Ex-president Ford of the United States of America once said that being able to talk in front of an audience was the most important skill he wished he had learnt, and would have gone back to college if he had mastered it.
You don’t have to be like Ford. Today, I will be sharing some tips on how you can develop the right presentation skill needed for any occasion.
Whether you are facing an interview panel, pitching an idea to your board of senior executives, making a sales presentation or delivering a lecture, these tips will help you understand what effective presentation is.
Although there has been so much hype around possessing a British or an American accent due to some person’s level of inferiority complex, the truth is that effective presentation or public speaking skills has nothing to do with your accent.
Accents are no longer regarded as an indication of breeding, background or education. In fact, it is more likely you will be treated with suspicion if you put up a false accent. People may believe you are trying to be someone that you are not. So it is advised, you have confidence in the natural tone and sound of your own original accent without hiding it.
If you are not audible enough to be heard, every other presentation skill you employ will only be a waste of energy. The first thing you owe your audience is to be heard, not even to be understood. Your audience have to hear you first before they can understand you. There is no particular pitch or volume that is recommended for public speaking. Your volume or pitch is influenced by mood and audience size.
When next you are making that presentation, make sure you are audible enough. As simple as it sounds, most people are not.
For effective presentation, I advise that you divide your content into three parts;
A). Introduction: Tell your audience what you are going to tell them.
B). Body: Tell them
C). Conclusion: Tell them what you have told them.
Articulate your thoughts in that structure. You build anticipation with your introduction by painting a picture of what they should expect from the presentation. Bring their attention back to the thing you want them to take out of the presentation with your conclusion. In public speaking, people always remember the last thing you say. So make a good last impression.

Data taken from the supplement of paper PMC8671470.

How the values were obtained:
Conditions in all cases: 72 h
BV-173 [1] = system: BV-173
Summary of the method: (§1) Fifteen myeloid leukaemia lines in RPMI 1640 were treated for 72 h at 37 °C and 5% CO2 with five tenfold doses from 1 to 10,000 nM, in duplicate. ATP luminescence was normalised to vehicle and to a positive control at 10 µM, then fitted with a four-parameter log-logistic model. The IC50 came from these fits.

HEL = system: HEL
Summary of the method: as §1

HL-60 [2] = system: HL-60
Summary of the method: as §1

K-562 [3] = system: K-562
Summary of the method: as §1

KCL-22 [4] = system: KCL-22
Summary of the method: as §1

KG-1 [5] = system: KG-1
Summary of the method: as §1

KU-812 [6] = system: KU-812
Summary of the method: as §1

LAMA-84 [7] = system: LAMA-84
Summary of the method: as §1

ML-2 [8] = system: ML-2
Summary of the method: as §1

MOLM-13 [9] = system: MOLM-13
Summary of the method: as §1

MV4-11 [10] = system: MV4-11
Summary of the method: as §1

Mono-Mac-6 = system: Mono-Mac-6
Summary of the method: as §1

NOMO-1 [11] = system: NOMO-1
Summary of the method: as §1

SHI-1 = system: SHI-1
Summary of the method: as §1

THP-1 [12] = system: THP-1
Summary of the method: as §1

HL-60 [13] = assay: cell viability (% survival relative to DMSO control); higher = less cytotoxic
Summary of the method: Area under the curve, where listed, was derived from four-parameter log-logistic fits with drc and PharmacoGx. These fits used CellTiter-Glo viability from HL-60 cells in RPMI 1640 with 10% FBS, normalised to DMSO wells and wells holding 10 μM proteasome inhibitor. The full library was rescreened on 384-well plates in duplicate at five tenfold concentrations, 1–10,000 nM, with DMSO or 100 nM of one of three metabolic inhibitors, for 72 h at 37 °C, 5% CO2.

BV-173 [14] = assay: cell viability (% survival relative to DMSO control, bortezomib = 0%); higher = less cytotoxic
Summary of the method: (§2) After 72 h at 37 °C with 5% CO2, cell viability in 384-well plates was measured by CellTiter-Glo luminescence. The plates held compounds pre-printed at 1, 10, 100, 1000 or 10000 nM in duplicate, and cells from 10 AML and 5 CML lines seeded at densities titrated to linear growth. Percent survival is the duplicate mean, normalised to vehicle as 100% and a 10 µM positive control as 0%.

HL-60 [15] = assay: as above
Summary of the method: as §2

When preparing your slides for the presentation, always remember that it is called a ‘Power Point Slides’ and not a ‘Power Note Slides”. A lot of people fall for the temptation of putting so many details in a slide, that it makes the presentation clumsy and boring.
Also, the bad thing about having too much in a slide is that it gives so much power to the slides. You tend to be facing the slide more than you are facing your audience. Instead of presenting effectively, you will end up facing your slide 80% of the time. Imagine what will happen to you if power supply goes off. It means everything has to pause until power is restored. Try as much as you can to own your presentation through adequate preparation. The slide is only there to compliment what you are saying.
Finally on this, you don’t need a 30-slide PowerPoint for a 30 -minute presentation. The lengthier the slides are, the more tiring your presentation becomes.
We live in a visual and televisual age, when what we see is what we believe. The same is true of you when you present before a live audience. The first impression your audience gets of you is what you like. If you want your audience to buy into your product or ideas, you are expected to dress the part and look the part too.
I suggest you dress as best as you can and appropriately, showing respect to your audience and a humble recognition that while you are speaking, you are on a show.
Your body language has to do with your non-verbal communication skills. This includes facial expression, eye contact, stage movement, posture and gestures. I really cannot discuss all this now due to word limits, but I encourage you to get it right with your body language.
However, even the best body language skills can’t make a bad presentation good. But bad body language skills can ruin your great content. As a coach, if I had the opportunity to improve just one area for a client, I would choose body language mannerisms.
Improve the way you look and sound when you say the words you’ve prepared, and you’ll give a better presentation.
Have a great day!
Photo Credit: Dennis Owusu-ansah | Dreamstime.com